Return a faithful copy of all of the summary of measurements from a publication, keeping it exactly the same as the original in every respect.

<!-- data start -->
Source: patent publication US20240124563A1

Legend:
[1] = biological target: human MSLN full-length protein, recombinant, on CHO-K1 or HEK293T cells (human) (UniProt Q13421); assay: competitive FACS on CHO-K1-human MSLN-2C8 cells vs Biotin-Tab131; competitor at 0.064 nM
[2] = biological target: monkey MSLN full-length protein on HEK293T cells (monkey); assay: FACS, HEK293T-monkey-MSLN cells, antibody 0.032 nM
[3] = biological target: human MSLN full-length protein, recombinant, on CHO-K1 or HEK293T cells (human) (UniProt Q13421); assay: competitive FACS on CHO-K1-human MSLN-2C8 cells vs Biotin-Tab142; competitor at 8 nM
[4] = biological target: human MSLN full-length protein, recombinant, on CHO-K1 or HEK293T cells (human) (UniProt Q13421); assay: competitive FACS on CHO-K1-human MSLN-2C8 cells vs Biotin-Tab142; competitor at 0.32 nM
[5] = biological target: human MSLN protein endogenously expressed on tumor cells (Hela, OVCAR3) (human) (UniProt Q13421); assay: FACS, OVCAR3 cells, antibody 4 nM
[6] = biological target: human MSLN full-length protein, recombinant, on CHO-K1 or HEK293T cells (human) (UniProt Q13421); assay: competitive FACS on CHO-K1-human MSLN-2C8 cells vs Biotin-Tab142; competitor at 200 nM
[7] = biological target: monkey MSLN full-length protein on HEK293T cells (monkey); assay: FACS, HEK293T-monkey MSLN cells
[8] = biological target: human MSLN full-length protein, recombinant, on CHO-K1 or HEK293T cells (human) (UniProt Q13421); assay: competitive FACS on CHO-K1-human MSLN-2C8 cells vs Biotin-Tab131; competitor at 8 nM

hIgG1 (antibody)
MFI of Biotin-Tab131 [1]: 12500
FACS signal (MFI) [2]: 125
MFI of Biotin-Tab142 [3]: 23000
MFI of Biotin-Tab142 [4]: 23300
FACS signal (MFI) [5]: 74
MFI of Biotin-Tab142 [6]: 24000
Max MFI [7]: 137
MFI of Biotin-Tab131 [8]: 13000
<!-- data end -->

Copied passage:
Source: patent publication US20240124563A1

Legend:
[1] = biological target: human MSLN full-length protein, recombinant, on CHO-K1 or HEK293T cells (human) (UniProt Q13421); assay: competitive FACS on CHO-K1-human MSLN-2C8 cells vs Biotin-Tab131; competitor at 0.064 nM
[2] = biological target: monkey MSLN full-length protein on HEK293T cells (monkey); assay: FACS, HEK293T-monkey-MSLN cells, antibody 0.032 nM
[3] = biological target: human MSLN full-length protein, recombinant, on CHO-K1 or HEK293T cells (human) (UniProt Q13421); assay: competitive FACS on CHO-K1-human MSLN-2C8 cells vs Biotin-Tab142; competitor at 8 nM
[4] = biological target: human MSLN full-length protein, recombinant, on CHO-K1 or HEK293T cells (human) (UniProt Q13421); assay: competitive FACS on CHO-K1-human MSLN-2C8 cells vs Biotin-Tab142; competitor at 0.32 nM
[5] = biological target: human MSLN protein endogenously expressed on tumor cells (Hela, OVCAR3) (human) (UniProt Q13421); assay: FACS, OVCAR3 cells, antibody 4 nM
[6] = biological target: human MSLN full-length protein, recombinant, on CHO-K1 or HEK293T cells (human) (UniProt Q13421); assay: competitive FACS on CHO-K1-human MSLN-2C8 cells vs Biotin-Tab142; competitor at 200 nM
[7] = biological target: monkey MSLN full-length protein on HEK293T cells (monkey); assay: FACS, HEK293T-monkey MSLN cells
[8] = biological target: human MSLN full-length protein, recombinant, on CHO-K1 or HEK293T cells (human) (UniProt Q13421); assay: competitive FACS on CHO-K1-human MSLN-2C8 cells vs Biotin-Tab131; competitor at 8 nM

hIgG1 (antibody)
MFI of Biotin-Tab131 [1]: 12500
FACS signal (MFI) [2]: 125
MFI of Biotin-Tab142 [3]: 23000
MFI of Biotin-Tab142 [4]: 23300
FACS signal (MFI) [5]: 74
MFI of Biotin-Tab142 [6]: 24000
Max MFI [7]: 137
MFI of Biotin-Tab131 [8]: 13000